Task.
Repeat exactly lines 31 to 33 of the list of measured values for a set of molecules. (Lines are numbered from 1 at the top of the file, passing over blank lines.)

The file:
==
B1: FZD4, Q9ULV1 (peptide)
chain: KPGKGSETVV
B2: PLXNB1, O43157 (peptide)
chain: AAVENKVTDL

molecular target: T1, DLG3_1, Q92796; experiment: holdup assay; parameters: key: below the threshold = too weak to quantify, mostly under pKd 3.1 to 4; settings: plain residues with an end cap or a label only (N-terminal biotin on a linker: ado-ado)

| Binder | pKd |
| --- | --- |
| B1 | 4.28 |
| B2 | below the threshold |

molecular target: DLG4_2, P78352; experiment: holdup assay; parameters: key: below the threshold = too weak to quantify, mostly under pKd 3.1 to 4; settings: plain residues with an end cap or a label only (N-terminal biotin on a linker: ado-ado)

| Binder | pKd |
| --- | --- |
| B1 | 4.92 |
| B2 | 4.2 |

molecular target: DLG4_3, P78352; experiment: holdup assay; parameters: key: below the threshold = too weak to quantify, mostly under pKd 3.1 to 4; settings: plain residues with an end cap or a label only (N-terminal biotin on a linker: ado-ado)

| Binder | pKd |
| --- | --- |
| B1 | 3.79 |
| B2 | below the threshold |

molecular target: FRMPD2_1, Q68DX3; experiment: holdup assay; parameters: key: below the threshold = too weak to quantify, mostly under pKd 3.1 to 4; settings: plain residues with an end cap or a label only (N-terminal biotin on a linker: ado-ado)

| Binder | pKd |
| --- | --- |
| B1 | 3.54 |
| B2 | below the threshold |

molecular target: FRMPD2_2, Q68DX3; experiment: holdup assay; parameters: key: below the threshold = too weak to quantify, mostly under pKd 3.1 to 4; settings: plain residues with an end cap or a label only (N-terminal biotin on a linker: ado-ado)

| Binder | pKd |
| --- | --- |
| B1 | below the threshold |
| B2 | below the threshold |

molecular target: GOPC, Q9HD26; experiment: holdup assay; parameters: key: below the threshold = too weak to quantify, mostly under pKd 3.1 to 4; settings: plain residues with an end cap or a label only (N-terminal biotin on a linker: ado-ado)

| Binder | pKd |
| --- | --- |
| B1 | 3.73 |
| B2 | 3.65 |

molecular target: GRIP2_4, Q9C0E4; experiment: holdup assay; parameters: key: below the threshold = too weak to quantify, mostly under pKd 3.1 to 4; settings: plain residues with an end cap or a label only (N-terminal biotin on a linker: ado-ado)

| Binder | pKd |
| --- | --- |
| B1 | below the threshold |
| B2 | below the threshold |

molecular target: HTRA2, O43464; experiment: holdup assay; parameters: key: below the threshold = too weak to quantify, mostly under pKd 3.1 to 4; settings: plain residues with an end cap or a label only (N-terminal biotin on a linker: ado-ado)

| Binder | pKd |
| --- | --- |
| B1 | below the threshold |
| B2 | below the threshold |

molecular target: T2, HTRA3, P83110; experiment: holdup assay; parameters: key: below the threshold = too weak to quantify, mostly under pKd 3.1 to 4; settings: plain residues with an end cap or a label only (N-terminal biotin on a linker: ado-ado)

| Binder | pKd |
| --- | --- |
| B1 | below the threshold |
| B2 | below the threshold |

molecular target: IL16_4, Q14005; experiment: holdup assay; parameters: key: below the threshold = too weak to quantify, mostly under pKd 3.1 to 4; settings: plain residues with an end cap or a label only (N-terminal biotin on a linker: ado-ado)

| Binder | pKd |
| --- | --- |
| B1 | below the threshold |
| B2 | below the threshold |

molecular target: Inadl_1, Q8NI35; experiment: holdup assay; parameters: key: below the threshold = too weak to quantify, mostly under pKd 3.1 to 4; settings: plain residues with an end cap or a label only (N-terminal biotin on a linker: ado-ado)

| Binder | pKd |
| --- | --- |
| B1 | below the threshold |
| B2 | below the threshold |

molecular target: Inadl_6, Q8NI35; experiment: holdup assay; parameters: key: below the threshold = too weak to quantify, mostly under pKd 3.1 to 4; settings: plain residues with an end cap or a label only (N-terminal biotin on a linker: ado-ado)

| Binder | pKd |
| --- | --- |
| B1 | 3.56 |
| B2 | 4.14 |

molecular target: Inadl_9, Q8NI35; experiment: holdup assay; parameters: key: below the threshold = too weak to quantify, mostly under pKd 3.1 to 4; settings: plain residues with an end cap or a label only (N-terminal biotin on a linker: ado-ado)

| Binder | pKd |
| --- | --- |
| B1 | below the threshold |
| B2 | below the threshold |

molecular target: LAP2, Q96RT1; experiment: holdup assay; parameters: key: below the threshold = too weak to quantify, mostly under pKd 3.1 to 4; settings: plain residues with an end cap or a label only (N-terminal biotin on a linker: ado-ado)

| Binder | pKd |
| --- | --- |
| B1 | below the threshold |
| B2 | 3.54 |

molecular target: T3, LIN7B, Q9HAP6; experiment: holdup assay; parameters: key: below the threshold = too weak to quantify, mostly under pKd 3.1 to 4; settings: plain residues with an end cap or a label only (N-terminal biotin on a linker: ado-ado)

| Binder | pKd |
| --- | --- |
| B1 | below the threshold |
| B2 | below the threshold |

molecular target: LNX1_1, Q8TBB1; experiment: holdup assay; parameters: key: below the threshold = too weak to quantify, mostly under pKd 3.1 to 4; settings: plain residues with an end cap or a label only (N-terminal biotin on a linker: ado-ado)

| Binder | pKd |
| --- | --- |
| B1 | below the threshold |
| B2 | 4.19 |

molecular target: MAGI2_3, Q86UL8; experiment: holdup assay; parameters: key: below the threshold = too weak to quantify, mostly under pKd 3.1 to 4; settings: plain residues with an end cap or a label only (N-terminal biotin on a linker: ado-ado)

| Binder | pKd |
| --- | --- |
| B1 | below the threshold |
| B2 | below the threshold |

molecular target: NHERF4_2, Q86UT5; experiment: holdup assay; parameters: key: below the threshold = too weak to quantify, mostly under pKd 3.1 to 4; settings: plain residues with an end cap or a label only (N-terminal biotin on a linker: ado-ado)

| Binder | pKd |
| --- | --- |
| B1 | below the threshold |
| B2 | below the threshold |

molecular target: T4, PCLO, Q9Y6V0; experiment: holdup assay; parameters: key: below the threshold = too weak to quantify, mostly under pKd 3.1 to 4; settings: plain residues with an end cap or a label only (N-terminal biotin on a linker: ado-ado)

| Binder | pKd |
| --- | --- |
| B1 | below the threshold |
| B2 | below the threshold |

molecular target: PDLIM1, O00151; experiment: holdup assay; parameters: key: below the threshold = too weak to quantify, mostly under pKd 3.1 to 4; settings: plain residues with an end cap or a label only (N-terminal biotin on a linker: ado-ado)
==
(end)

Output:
| Binder | pKd |
| --- | --- |
| B1 | 3.73 |